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Femtrepreneurship Or Femtrepreneurshit? On Women And Self-Inflicted Sexism.

By November 12, 2015October 29th, 2017Podcast, With Guests
Femtrepreneurship Or Femtrepreneurshit? On Women And Self-Inflicted Sexism.

Let’s Get This Controversy Started

Today’s guest reached out to me a few weeks ago and asked to come on our podcast to talk about social media. But after browsing through some of her content I came across an article she wrote on Medium called Let’s talk about Femtrepreneurshit that caught my attention. I was so fascinated by the topic that I asked her to talk about it instead.

And what is “Femtrepreneurshit”? According to today’s guest Mojca Mars (you’ll just have to listen for the pronunciation!), femtrepreneurship is a movement of women entrepreneurs and femtrepreneurshit is the ugly consequence. So let’s get started offending some people, shall we?

What Is An Entrepreneur?

That’s a question we couldn’t answer in a hundred podcasts. Seems like everyone has a different idea of what it means, from being a business mogul who buys and sells multimillion dollar businesses to a guy working in his sweats at home.

And maybe it’s all that, but Mojca has a simple definition and so do we. For Mojca, it means that she is just a person running a business, getting her own clients, doing her own thing, maybe not with all the fancy business plans and “corporate” pieces in place, but working for herself nonetheless.

For us it means picking up the cat puke. Because as entrepreneurs we get to have the fancy client dinners and produce the shiny new websites but we also clean the toilets and yes, pick up the cat puke. Basically, whatever it takes.

So What’s Up With Femtrepreneurs?

Mojca defines femtrepreneurship less as a “women’s power” type of movement and more of a spiritual movement and support group. It involves “female entrepreneur” conferences that spring up around – dare I say – “woo-woo” types of behavior (she gives an example of a daily routine that involves filling up a glass of water and making some affirmations while looking into it) and patting each other on the back for doing such a great job.

Ok, so what’s wrong with a little woo-woo and back-patting? Mojca feels pretty strongly that these types of events not only exclude men (reverse sexism, hm?) but actual business conversation, too.

Instead of talking about strategy and ideas and money, it’s one big female-power support group.

I have to admit, I agree with her point of view on these types of events. If I’m going to a business conference, I want it to be about business. And while there is nothing wrong with support groups, spirituality and even infusing these into your business, there is also actual business stuff that needs attention.

The problem arises when women isolate themselves by being “female entrepreneurs” and not simply “entrepreneurs.” We don’t need a qualifier. If we want to be considered as equal, as successful, as competent as men, then we need to stop imposing “other” status on ourselves.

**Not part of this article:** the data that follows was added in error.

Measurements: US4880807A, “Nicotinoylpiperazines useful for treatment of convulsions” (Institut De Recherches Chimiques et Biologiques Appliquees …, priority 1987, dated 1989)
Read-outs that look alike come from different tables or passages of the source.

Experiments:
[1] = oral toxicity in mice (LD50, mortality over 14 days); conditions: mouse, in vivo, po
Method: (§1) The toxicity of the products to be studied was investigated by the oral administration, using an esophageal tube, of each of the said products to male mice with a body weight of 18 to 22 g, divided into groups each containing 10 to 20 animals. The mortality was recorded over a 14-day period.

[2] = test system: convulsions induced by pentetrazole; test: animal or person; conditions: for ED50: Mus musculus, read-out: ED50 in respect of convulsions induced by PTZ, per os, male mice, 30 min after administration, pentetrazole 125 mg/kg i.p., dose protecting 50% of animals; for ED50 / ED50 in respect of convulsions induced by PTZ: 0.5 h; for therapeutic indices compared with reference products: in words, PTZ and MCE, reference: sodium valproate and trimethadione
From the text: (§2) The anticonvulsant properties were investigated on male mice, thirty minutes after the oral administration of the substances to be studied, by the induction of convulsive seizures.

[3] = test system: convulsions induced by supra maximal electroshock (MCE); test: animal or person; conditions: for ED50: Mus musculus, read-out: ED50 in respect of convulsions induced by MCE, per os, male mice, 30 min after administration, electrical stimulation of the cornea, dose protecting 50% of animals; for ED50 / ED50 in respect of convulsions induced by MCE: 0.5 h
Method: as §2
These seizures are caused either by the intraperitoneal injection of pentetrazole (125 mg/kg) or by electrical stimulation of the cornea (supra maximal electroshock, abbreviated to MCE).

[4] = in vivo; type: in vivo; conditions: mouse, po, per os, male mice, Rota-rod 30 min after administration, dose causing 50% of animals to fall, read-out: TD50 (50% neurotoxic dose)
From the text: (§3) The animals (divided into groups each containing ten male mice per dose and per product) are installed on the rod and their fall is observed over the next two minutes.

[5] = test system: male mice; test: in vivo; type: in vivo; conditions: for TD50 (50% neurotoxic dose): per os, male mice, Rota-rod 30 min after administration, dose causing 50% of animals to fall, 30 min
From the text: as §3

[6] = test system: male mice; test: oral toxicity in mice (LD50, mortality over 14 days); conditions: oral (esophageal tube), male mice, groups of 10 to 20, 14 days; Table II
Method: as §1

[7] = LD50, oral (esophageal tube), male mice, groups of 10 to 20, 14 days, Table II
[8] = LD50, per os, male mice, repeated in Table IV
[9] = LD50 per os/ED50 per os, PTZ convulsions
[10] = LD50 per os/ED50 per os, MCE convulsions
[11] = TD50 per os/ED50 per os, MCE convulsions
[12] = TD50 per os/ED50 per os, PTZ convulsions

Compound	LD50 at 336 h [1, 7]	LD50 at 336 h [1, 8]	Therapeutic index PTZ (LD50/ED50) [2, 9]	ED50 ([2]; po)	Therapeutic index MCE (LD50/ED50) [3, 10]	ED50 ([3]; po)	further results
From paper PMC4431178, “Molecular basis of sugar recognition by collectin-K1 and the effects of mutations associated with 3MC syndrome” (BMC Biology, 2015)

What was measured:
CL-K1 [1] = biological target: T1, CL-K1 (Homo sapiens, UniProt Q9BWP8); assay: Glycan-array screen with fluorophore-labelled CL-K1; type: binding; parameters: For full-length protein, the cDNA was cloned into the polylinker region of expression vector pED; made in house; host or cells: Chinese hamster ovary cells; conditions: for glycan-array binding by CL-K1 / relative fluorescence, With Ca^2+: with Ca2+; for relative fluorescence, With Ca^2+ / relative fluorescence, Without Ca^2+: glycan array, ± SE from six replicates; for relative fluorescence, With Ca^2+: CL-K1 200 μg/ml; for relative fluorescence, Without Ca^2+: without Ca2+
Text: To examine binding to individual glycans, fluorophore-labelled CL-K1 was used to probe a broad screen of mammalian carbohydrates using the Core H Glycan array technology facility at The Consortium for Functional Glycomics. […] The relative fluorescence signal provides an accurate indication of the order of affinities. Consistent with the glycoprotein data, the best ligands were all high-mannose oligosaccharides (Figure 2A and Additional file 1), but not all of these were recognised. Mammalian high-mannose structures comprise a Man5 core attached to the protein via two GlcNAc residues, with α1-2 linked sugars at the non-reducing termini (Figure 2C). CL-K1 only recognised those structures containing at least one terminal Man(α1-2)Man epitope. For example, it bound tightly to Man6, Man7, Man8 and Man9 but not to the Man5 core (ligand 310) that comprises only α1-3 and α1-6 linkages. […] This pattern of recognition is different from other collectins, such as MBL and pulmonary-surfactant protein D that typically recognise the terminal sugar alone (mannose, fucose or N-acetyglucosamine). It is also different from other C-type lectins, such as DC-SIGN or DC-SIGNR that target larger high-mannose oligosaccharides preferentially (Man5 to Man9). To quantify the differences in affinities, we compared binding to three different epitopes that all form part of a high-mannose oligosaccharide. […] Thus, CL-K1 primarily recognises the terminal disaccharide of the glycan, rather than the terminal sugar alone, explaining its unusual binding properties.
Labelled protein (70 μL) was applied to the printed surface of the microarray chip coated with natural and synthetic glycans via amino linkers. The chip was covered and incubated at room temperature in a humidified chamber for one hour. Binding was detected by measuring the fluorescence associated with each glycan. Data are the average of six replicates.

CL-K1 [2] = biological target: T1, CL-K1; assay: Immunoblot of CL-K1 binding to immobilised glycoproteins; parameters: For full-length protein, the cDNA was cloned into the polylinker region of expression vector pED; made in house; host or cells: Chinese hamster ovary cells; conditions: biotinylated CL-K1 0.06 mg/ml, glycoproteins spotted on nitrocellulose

Let the hate mail commence.

I Don’t Need a Qualifier. Neither Do You.

We don’t call men “male entrepreneurs” so why call ourselves “female entrepreneurs?” It’s actually condescending. Here’s what I hear when someone calls me (or you) a female entrepreneur: “Hey, you did a great job! For a woman.”

(Also, if you tell me I didn’t do a great job, I won’t cry.)

Does sexism exist? Sure. But we women impose a lot of it on ourselves, by hosting “women only” (isolationist) events, by tacking adjectives onto our achievements and by behaving like something other than what we are – people.

Come on, I’m seriously ready for the hate mail.

“Men Are Great People.”

That’s what Mojca says, and come on, they are. Right?

I mean, some people are great people and some people are not so great people. Gender doesn’t have to play a role.

The truth is that some men marginalize women. I have this problem repeatedly: I’ll call a vendor and make a request to have something done.

Time goes by… nothing gets done.

I call again and ask for my thing to be done.

Time goes by… nothing gets done.

After a cycle of this I will eventually go to Ralph and say, “Please call this vendor and use the man voice so I can get this done.”

And he does. And it does.

This isn’t an exaggeration. This is “a thing.” It’s a really annoying thing.

But on the whole men are, actually, pretty great. I like them. I like their humor and conversations. I like the fact that I can talk about business and not my hair or whether my feelings were hurt by that mean tweet.

I don’t want to go to an event that’s segregated. I don’t want to talk about “women things.” I just want to talk about things, whatever they may be.

So my feeling is that if we put ourselves into the world the way we are, if we act like people engaging with people, we’ll be a lot better off than being femtrepreneurs.

Why Does Femtrepreneurship Exist?

Well that would require an entire sociological study, but of course we have thoughts. Ralph thinks it may be a “rubber band” effect, a reaction to women being excluded and marginalized. What do you do when you’re excluded? You start your own group where you can be included and appreciated. And that’s necessary and useful because it can instigate change.

Mojca thinks it’s a reaction to fear. Women are afraid to be criticized so they avoid situations where they might be criticized, even if it’s constructive criticism. Instead, they retreat to women’s support groups that don’t address real issues in business.

I agree with both of them. There’s no doubt that women have historically not had the same opportunities as men. And there’s no doubt that everyone needs to silence the voice of the critic sometimes.